Visual Inspection can also confirm the presence of corrosive elements in the crack, which can also indicate any corrosion in the metallic assembly.

Cracks in a concrete beam with visible corrosive elements

The main parameters which help us in the evaluation of the cracks are:

Crack Width:

This parameter helps access the severity of the cracking in concrete and helps classify them based on the evaluated severity and depending on the size. A crack width ruler is used to get a manual surface measure of the parameter. 

Crack width ruler used for surface crack width measurement

Crack Depth:

As stated in the previous section, this parameter helps us evaluate the integrity of the concrete structure and carry out performance durability verifications. The methodology for repairs and the extent and cost can be determined using this parameter.

Crack Depth Measurements in Concrete

The methods for crack depth measurement in concrete involve several NDTs to access the crack while keeping any further deterioration from the measurement process. These methods are stated as follows:

1. Visual Examination of Concrete Cores:

One of the more popular approaches of the past decades, this method involves extracting the cores from their cracks and studying the cores and the core holes for the extent of the crack, the severity of the damage, and in turn, through physical measurements, calculating the crack depth. 

Visual examination of core holes for crack depth measurement

A more specialized and non-invasive approach to visual examination involves injecting the cracks with dye using minimal pressure to check any degradation of the cracks. After settling, the concrete cores will be investigated under a microscope analyzing the sample and measuring the depth of the cracks.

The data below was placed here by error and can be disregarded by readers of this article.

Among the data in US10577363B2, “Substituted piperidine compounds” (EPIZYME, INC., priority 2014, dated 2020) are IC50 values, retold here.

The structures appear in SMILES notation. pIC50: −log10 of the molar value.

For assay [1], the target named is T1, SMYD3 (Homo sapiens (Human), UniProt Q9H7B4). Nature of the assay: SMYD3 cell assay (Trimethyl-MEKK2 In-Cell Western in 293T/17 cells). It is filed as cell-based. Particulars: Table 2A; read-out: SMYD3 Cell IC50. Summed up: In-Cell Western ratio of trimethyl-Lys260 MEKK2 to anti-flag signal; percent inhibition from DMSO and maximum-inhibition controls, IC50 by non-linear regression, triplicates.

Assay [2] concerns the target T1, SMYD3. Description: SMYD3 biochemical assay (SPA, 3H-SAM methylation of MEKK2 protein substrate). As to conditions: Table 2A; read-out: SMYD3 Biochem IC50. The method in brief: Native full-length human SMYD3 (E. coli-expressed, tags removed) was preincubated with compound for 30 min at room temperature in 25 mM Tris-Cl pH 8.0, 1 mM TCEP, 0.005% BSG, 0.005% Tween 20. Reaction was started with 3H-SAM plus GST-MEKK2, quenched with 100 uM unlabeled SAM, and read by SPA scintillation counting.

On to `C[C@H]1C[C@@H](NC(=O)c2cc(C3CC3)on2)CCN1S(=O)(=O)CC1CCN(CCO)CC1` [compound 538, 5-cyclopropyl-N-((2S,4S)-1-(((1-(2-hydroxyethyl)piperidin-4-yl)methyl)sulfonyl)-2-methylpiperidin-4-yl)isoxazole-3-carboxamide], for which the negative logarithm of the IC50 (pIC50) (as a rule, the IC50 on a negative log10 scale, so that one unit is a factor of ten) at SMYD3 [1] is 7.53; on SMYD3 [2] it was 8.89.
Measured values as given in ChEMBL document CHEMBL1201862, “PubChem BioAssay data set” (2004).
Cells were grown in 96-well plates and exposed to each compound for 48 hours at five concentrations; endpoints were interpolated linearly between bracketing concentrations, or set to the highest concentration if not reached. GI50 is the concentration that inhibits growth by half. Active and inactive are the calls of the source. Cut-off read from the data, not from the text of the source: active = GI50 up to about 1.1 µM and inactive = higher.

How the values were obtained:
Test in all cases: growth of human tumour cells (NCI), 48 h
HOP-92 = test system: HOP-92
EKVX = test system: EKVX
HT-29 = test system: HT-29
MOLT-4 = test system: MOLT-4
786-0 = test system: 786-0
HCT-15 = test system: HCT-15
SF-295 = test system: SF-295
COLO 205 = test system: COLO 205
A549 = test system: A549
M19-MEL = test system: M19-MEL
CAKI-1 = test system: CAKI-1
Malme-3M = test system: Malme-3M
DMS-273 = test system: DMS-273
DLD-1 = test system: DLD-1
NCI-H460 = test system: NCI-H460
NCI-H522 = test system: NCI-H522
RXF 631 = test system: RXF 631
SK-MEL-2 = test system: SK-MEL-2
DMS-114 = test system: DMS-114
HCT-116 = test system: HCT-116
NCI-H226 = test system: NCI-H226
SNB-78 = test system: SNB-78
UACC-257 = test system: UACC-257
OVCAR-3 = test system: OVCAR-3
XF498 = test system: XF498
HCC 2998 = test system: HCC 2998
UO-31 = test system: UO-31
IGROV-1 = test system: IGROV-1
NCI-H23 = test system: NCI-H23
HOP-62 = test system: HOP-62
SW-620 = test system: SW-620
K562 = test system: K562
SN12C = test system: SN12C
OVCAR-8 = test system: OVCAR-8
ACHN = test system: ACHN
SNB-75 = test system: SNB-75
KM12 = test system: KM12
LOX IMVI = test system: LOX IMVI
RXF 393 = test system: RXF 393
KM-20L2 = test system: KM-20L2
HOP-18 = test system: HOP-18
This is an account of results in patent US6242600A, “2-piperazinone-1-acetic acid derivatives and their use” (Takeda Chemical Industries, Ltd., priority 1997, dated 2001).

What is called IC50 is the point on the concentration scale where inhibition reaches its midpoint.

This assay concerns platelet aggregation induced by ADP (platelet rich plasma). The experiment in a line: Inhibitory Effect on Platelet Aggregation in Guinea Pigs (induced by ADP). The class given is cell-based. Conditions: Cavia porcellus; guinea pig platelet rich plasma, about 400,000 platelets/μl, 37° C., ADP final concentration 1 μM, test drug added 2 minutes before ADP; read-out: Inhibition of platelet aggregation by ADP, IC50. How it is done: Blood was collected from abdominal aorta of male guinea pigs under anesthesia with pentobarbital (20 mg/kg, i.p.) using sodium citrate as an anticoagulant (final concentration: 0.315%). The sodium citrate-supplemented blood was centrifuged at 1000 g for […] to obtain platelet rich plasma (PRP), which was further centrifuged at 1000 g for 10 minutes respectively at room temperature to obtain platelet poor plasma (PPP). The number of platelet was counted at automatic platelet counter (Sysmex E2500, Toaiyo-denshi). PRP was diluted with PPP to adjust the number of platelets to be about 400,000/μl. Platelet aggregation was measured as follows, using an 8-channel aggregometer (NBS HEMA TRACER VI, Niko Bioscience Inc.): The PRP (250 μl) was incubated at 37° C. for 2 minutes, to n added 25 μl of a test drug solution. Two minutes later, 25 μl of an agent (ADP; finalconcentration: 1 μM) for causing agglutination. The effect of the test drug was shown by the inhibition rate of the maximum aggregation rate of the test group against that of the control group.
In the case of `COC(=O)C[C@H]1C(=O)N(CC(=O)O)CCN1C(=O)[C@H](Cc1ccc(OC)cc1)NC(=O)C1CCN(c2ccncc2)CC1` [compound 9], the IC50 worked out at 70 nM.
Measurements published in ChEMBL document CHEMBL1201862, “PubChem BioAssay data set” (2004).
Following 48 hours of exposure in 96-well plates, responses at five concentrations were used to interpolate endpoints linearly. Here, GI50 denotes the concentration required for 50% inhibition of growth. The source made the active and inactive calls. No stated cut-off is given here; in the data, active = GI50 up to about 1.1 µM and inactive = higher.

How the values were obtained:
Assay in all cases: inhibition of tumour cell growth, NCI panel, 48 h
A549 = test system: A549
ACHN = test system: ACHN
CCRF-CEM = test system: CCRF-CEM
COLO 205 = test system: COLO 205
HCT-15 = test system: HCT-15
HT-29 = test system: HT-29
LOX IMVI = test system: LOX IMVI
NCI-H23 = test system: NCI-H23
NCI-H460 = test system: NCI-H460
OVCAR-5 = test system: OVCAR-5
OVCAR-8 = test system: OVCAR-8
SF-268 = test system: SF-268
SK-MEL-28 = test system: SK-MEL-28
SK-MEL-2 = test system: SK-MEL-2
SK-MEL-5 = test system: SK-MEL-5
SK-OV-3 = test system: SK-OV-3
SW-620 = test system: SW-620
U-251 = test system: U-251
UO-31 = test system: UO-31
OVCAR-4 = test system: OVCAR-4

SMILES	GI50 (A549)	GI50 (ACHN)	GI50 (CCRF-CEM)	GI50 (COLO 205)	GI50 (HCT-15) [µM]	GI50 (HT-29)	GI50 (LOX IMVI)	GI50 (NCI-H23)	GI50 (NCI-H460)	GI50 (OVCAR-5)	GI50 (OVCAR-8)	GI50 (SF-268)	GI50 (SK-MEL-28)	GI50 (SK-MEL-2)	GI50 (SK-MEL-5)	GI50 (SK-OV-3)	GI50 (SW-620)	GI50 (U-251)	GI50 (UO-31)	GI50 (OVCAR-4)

Visual examination of the cracks after injecting the dye

2. Impact-Echo Method:

The impact-echo method (IE) is stress-wave dependent, used in detecting flaws and determining the dimensions of the concrete member in various infrastructures along with specific locations of cracking, voids, and any surface delamination.

Impact-Echo Method for crack depth assessment

Industry guidelines on the impact-echo method are standardized as the ASTM C 1383 -04: “Standard Test Method for Measuring the P-Wave Speed and the Thickness of Concrete Plates Using the Impact-Echo Method.”

3. Ultrasonic Pulse Velocity Method (UPV):

The ultrasonic pulse velocity method is one of the oldest yet most effective NDT Methods for quality control and damage detection of concrete structures.

Ultrasonic testing of concrete

UPV methods have traditional usage in the quality control of welded materials, usually metals. Still, with the advent of technology, UPV has proved to be an effective method for crack depth estimation along with uniformity and quality assessment in concrete materials. Industry guidelines on UPV methods are standardized as the “Standard Test Method for Pulse Velocity through Concrete” (ASTM C 597, 2016).

Additional methods:

The Non-contact Video-based methodology is used not to obtain an absolute measure of the crack depth but to the change in the depth of the crack and stiffness of the beam, providing an accurate estimation of the progression of the deterioration and causal factors. 

This methodology involves using a high-speed video camera matched with appropriate lenses, the specific target attached or labeled on the object to be measured, and a data acquisition and processing system. Owing to the high-resolution cameras and multi-threading processors available, this method helps in precise data collection to study the rate of change of crack depth and the structures.